The great powers signed up to Sunak’s AI summit – while jostling for position

British officials thought they had achieved a diplomatic success while sitting in a specialized hut on the grounds of the historic Bletchley Park estate.

The UK’s technology secretary, Michelle Donelan, was on stage with high-level representatives from the US and China. They were gathered for the first time to discuss the global regulation of artificial intelligence.

Furthermore, both nations were included in a group of 28 who signed the “Bletchley declaration”, which established a joint effort to establish safety regulations that could potentially prevent AI systems from posing a threat to humanity.

On Thursday, Rishi Sunak stated that there were those who advised against inviting China and believed that reaching an agreement with them was impossible. However, both of these opinions were proven incorrect. A comprehensive approach to ensuring AI safety must involve collaboration with all major AI leaders, and the Bletchley Park communique has been signed by all of them.

The delegates were pleased to see that China was not only in attendance, but also actively participating in the discussions. However, officials from Beijing were not invited to the more sensitive discussions on the second day.

The British team, headed by experienced negotiator Jonathan Black and tech investor Matt Clifford, worked diligently to convince Beijing to participate in the summit and agree to the communique. This included securing permission for officials to attend both days of the event.

Despite the friendly appearances in diplomacy, there are indications that the top global powers are competing for dominance. Each one desires to be the leading authority in establishing regulations for the development of AI, recognizing that it could also benefit their own national interests and corporations.

Certain officials in the United Kingdom had desired to receive global approval for utilizing their AI taskforce as a central location for trialing new systems before making them available to the general public. However, instead of this, Gina Raimondo, the Secretary of Commerce in the United States, declared that her government will establish its own institute for this purpose and that the two nations will collaborate closely.

Prior to the start of the summit, Joe Biden released an executive order regarding AI, which British diplomats noted aided in directing conversations at Bletchley.

Closeup of Rishi Sunak addressing the summit

The European Union (EU) is currently making progress in creating their own set of regulations for artificial intelligence (AI). Věra Jourová, the vice-president for values and transparency at the European Commission, stated that the UK is lagging behind due to their own choice. On the other hand, UK Chancellor Rishi Sunak believes it is premature to introduce legislation. He expressed, “It is not possible to create laws that are effective for a technology that we have yet to fully comprehend.” This statement was made last week.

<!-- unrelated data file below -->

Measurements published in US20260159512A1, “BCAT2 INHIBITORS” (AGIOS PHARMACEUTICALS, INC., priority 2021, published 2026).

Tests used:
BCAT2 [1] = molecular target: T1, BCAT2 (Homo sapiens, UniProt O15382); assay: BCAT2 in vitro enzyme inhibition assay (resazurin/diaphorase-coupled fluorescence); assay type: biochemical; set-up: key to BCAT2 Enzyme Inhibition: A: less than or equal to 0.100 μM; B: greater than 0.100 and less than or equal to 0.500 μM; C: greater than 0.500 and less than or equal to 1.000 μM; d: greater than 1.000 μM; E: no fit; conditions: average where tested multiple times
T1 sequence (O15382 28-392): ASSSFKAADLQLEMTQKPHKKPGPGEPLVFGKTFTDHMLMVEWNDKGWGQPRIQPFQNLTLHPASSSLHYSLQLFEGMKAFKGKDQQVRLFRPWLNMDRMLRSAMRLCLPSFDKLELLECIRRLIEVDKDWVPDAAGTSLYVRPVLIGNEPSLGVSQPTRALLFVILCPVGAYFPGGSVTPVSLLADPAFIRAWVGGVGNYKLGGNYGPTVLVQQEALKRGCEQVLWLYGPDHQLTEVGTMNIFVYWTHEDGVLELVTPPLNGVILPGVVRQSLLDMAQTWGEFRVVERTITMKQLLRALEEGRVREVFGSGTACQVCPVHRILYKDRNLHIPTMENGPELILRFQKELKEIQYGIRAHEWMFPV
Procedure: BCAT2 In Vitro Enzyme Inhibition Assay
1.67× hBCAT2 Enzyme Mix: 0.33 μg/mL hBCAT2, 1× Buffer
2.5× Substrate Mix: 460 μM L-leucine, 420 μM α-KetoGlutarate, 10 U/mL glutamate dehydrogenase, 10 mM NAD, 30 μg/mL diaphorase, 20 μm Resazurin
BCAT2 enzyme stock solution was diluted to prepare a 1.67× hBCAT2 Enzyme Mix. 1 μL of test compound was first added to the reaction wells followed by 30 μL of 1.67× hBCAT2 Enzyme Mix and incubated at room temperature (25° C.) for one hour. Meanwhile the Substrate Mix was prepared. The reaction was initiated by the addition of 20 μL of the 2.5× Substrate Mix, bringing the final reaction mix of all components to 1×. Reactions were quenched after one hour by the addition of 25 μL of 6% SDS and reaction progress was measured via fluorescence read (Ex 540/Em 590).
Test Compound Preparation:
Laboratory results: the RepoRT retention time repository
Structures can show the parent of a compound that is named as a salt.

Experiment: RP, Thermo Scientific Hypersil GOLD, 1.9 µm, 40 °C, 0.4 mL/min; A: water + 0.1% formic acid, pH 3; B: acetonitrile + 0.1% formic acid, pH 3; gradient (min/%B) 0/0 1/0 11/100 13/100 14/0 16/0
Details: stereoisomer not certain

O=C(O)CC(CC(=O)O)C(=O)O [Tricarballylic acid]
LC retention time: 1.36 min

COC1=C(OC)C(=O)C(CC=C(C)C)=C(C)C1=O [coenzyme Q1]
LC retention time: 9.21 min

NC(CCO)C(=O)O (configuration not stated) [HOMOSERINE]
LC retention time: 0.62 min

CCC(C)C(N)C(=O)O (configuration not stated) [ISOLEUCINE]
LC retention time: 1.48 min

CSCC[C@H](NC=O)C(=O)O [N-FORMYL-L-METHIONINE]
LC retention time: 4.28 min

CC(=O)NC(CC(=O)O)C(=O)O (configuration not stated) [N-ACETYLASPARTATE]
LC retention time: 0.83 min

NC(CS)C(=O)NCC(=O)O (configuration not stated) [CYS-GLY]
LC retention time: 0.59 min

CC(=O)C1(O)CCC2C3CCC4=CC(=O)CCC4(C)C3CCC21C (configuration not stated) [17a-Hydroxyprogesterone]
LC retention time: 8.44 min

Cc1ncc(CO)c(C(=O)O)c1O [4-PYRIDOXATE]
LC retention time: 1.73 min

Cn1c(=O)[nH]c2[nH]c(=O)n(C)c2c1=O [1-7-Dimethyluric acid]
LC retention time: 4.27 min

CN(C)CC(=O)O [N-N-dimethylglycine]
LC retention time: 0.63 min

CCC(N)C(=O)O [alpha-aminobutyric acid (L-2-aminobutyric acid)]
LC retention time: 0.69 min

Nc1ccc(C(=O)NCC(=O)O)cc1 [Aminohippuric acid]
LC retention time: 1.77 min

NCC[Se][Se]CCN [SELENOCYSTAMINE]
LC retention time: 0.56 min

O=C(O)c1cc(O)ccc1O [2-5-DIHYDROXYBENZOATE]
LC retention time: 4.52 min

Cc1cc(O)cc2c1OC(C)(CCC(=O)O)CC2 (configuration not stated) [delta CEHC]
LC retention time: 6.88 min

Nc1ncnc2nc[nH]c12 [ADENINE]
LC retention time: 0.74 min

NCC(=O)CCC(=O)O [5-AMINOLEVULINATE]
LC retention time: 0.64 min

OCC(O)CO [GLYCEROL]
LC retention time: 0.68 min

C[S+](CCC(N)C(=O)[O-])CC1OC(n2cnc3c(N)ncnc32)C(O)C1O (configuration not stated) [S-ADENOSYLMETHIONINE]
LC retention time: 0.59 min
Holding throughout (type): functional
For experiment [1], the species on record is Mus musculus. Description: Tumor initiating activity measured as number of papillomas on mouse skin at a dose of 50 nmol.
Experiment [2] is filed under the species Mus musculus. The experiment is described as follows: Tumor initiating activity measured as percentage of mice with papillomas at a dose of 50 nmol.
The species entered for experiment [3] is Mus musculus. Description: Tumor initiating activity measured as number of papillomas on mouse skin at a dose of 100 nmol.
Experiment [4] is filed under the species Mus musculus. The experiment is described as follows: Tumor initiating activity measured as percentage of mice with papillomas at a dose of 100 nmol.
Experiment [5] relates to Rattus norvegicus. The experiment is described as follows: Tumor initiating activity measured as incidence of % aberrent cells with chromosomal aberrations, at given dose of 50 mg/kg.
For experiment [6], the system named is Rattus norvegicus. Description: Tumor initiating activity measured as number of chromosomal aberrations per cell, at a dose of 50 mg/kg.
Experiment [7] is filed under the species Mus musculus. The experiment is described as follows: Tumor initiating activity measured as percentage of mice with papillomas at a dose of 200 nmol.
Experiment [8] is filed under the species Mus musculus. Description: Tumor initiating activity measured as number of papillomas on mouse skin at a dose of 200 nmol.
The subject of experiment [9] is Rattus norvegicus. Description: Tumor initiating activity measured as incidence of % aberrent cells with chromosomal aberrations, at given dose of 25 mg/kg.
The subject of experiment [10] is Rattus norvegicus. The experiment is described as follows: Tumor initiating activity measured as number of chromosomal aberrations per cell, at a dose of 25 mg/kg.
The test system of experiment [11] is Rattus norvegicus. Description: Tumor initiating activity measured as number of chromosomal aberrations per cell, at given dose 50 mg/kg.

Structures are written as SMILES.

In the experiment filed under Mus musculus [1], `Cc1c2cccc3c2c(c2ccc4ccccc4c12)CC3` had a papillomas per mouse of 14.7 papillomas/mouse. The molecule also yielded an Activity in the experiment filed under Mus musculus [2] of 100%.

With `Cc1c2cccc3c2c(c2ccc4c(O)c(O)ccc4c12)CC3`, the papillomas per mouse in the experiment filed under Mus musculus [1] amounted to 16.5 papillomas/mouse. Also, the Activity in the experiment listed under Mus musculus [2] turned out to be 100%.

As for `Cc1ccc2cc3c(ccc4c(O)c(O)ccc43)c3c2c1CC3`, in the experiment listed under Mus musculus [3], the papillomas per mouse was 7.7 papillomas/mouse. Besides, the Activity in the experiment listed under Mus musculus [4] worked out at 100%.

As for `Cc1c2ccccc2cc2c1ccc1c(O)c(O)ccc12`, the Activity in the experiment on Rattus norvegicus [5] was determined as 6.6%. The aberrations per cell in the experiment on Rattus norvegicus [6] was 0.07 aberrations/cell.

There are differing opinions on the handling of open-source AI, which permits individuals to utilize and create new models. The British and American governments express concerns about the potential for widespread social harm, while the French show more enthusiasm towards its potential. Yann LeCun, a French AI pioneer and chief AI scientist at Meta (Facebook’s parent company), strongly advocates for open-source AI.

Tino Cuellar, president of the Carnegie Endowment for International Peace, who participated in the summit, stated that there are certain countries, such as France in the European Union and some in the global south, that have a general interest in making this technology available to multiple countries.

However, representatives from multiple nations are confident that they are establishing a foundation for a system that can unite different types of domestic regulations.

On Thursday, Sunak declared that nations worldwide had reached an agreement to establish an international team of experts to assess the capabilities of AI, similar to the Intergovernmental Panel on Climate Change. Additionally, companies have consented to government oversight of their advanced AI models for safety purposes, although this will not be mandatory.

Some compare the likely new system to air traffic control rules, where certain minimum standards are accepted across the developed world but countries are free to insist on stricter standards. Others speak of building something more like the drug approvals process, where certain countries accept the decisions made by each other’s regulators.

On Thursday, attendees at the primary summit location reported that it was only half occupied. Many influential guests, such as Canadian Prime Minister Justin Trudeau, chose to participate remotely.

However, numerous individuals in the field were pleased to witness global leaders addressing the dangers they have been cautioning about in private, and in certain instances, publicly, for an extended period of time.

Max Tegmark, a key figure in the campaign to pause advanced AI development, said: “I’ve been working for about 10 years, hoping that one day there would be an international summit on AI safety. Seeing it actually happen with my own eyes – and done so surprisingly well – was actually very moving.”